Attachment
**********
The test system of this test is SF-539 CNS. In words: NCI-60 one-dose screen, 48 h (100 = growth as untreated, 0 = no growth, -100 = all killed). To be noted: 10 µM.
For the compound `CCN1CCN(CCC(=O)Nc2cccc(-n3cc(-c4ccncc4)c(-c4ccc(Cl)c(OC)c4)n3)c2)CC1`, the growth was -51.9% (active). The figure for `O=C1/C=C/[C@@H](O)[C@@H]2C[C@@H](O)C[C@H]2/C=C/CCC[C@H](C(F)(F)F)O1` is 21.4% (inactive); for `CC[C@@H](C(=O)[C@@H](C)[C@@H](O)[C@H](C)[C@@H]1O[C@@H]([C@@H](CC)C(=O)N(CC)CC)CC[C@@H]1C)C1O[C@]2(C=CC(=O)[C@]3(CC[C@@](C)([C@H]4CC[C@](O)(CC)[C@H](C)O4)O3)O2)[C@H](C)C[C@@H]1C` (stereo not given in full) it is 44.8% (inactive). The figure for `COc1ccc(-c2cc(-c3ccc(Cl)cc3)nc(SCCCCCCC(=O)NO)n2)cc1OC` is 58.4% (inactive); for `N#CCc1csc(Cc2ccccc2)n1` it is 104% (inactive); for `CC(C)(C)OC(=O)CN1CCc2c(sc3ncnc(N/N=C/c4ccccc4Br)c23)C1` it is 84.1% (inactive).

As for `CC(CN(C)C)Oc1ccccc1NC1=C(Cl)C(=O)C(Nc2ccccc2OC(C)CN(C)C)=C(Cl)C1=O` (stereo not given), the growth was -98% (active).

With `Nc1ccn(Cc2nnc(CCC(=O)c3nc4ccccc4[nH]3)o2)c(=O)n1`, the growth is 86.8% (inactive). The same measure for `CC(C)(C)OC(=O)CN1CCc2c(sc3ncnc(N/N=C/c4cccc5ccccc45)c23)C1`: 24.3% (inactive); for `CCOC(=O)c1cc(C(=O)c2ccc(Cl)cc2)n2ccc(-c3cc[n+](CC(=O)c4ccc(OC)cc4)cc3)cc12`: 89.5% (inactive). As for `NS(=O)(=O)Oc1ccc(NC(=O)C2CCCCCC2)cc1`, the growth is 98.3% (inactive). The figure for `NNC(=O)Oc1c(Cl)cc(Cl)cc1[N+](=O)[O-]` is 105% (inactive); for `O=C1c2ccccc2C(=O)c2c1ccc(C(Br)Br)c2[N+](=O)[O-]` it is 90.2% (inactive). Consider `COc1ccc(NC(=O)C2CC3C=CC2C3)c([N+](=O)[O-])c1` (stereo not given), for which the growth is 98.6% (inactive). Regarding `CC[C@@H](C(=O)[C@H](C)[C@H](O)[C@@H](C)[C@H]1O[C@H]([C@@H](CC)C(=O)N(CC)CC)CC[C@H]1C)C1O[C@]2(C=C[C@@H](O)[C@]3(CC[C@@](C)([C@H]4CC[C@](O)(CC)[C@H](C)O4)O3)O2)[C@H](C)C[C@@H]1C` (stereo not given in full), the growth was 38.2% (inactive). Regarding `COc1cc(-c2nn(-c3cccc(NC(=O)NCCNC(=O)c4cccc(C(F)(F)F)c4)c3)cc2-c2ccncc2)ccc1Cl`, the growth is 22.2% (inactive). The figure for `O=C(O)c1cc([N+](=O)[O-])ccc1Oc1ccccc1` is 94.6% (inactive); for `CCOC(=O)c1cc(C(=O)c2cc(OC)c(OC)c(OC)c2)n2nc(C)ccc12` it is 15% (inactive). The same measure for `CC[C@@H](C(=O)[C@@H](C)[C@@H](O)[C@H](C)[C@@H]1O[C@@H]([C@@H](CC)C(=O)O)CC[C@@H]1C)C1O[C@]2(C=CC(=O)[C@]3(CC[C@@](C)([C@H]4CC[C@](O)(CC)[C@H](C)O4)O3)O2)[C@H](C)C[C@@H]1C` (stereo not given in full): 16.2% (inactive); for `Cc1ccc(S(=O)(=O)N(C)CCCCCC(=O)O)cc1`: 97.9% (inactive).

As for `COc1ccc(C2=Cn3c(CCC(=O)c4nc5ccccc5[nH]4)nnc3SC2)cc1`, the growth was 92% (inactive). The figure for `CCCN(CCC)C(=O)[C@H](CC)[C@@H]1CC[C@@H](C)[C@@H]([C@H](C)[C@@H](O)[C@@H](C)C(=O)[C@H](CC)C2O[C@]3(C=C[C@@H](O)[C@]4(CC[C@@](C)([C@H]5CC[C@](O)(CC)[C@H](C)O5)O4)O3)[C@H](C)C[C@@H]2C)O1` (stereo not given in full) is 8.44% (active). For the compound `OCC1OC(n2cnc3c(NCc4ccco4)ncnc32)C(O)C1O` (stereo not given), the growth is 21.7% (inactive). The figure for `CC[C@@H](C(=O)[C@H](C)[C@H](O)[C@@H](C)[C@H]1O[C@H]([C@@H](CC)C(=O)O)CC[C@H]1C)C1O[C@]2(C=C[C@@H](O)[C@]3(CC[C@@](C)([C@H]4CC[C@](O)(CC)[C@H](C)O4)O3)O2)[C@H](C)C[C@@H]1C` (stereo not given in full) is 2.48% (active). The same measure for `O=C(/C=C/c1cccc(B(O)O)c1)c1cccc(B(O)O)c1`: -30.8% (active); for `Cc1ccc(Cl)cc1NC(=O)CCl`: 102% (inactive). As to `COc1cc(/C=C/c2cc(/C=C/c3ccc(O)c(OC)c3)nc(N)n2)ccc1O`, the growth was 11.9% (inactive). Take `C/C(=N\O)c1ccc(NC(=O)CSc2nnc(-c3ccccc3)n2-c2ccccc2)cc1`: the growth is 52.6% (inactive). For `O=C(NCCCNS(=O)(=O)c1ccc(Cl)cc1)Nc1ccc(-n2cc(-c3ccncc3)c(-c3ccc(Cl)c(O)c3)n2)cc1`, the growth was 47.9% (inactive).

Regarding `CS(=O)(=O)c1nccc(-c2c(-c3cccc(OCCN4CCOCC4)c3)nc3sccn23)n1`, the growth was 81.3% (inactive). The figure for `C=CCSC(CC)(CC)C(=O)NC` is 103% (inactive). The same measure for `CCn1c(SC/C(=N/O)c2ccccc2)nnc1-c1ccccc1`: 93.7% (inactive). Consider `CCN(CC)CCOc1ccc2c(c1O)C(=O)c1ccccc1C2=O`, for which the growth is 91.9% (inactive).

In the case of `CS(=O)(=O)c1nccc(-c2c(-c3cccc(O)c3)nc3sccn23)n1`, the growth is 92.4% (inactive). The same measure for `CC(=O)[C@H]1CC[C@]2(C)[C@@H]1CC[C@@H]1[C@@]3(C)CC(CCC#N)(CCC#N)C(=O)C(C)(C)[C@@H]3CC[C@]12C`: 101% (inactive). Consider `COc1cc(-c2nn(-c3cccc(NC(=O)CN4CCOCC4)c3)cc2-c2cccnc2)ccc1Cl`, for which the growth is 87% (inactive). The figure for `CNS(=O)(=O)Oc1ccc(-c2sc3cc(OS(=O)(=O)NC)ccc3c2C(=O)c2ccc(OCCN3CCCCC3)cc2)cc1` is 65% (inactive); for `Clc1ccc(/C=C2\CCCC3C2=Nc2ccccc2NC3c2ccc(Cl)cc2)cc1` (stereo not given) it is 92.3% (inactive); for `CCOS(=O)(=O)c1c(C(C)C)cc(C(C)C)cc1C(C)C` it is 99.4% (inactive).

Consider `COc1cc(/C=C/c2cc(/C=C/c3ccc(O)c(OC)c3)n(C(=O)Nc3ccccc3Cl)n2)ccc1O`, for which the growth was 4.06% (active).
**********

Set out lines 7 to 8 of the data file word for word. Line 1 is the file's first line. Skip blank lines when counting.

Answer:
In the case of `CS(=O)(=O)c1nccc(-c2c(-c3cccc(O)c3)nc3sccn23)n1`, the growth is 92.4% (inactive). The same measure for `CC(=O)[C@H]1CC[C@]2(C)[C@@H]1CC[C@@H]1[C@@]3(C)CC(CCC#N)(CCC#N)C(=O)C(C)(C)[C@@H]3CC[C@]12C`: 101% (inactive). Consider `COc1cc(-c2nn(-c3cccc(NC(=O)CN4CCOCC4)c3)cc2-c2cccnc2)ccc1Cl`, for which the growth is 87% (inactive). The figure for `CNS(=O)(=O)Oc1ccc(-c2sc3cc(OS(=O)(=O)NC)ccc3c2C(=O)c2ccc(OCCN3CCCCC3)cc2)cc1` is 65% (inactive); for `Clc1ccc(/C=C2\CCCC3C2=Nc2ccccc2NC3c2ccc(Cl)cc2)cc1` (stereo not given) it is 92.3% (inactive); for `CCOS(=O)(=O)c1c(C(C)C)cc(C(C)C)cc1C(C)C` it is 99.4% (inactive).

Consider `COc1cc(/C=C/c2cc(/C=C/c3ccc(O)c(OC)c3)n(C(=O)Nc3ccccc3Cl)n2)ccc1O`, for which the growth was 4.06% (active).